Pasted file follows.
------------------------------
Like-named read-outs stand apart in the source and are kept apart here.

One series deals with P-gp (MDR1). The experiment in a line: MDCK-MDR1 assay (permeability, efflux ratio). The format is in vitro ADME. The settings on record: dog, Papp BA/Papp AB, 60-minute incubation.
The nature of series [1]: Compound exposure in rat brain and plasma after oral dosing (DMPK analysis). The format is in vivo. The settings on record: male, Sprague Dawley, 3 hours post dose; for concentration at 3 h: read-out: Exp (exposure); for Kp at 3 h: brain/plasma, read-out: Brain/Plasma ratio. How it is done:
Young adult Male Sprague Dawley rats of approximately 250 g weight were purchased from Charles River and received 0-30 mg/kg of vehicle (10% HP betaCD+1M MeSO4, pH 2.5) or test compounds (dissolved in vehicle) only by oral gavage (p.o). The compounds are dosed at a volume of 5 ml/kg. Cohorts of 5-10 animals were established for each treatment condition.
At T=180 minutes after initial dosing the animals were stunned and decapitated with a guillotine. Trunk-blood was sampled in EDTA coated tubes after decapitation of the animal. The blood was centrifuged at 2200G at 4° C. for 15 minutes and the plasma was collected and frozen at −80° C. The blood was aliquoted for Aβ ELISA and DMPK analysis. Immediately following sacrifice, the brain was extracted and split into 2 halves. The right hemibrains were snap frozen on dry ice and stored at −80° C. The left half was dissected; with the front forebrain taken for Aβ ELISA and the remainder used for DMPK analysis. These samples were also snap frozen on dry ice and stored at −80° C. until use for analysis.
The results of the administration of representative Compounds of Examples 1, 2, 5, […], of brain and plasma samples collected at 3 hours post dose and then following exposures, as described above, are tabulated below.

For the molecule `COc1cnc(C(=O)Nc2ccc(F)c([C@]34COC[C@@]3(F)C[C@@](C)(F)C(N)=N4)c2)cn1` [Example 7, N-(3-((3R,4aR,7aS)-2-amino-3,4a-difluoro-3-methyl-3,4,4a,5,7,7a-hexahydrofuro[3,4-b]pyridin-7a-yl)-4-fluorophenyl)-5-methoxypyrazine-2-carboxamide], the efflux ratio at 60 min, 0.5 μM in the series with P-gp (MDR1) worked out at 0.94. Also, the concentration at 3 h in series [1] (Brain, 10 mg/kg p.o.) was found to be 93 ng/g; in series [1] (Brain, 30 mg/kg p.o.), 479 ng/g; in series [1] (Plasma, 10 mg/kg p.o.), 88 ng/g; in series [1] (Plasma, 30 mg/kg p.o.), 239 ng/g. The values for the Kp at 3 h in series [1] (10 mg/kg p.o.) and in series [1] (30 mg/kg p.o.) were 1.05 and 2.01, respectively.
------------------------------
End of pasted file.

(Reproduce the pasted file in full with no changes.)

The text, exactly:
Like-named read-outs stand apart in the source and are kept apart here.

One series deals with P-gp (MDR1). The experiment in a line: MDCK-MDR1 assay (permeability, efflux ratio). The format is in vitro ADME. The settings on record: dog, Papp BA/Papp AB, 60-minute incubation.
The nature of series [1]: Compound exposure in rat brain and plasma after oral dosing (DMPK analysis). The format is in vivo. The settings on record: male, Sprague Dawley, 3 hours post dose; for concentration at 3 h: read-out: Exp (exposure); for Kp at 3 h: brain/plasma, read-out: Brain/Plasma ratio. How it is done:
Young adult Male Sprague Dawley rats of approximately 250 g weight were purchased from Charles River and received 0-30 mg/kg of vehicle (10% HP betaCD+1M MeSO4, pH 2.5) or test compounds (dissolved in vehicle) only by oral gavage (p.o). The compounds are dosed at a volume of 5 ml/kg. Cohorts of 5-10 animals were established for each treatment condition.
At T=180 minutes after initial dosing the animals were stunned and decapitated with a guillotine. Trunk-blood was sampled in EDTA coated tubes after decapitation of the animal. The blood was centrifuged at 2200G at 4° C. for 15 minutes and the plasma was collected and frozen at −80° C. The blood was aliquoted for Aβ ELISA and DMPK analysis. Immediately following sacrifice, the brain was extracted and split into 2 halves. The right hemibrains were snap frozen on dry ice and stored at −80° C. The left half was dissected; with the front forebrain taken for Aβ ELISA and the remainder used for DMPK analysis. These samples were also snap frozen on dry ice and stored at −80° C. until use for analysis.
The results of the administration of representative Compounds of Examples 1, 2, 5, […], of brain and plasma samples collected at 3 hours post dose and then following exposures, as described above, are tabulated below.

For the molecule `COc1cnc(C(=O)Nc2ccc(F)c([C@]34COC[C@@]3(F)C[C@@](C)(F)C(N)=N4)c2)cn1` [Example 7, N-(3-((3R,4aR,7aS)-2-amino-3,4a-difluoro-3-methyl-3,4,4a,5,7,7a-hexahydrofuro[3,4-b]pyridin-7a-yl)-4-fluorophenyl)-5-methoxypyrazine-2-carboxamide], the efflux ratio at 60 min, 0.5 μM in the series with P-gp (MDR1) worked out at 0.94. Also, the concentration at 3 h in series [1] (Brain, 10 mg/kg p.o.) was found to be 93 ng/g; in series [1] (Brain, 30 mg/kg p.o.), 479 ng/g; in series [1] (Plasma, 10 mg/kg p.o.), 88 ng/g; in series [1] (Plasma, 30 mg/kg p.o.), 239 ng/g. The values for the Kp at 3 h in series [1] (10 mg/kg p.o.) and in series [1] (30 mg/kg p.o.) were 1.05 and 2.01, respectively.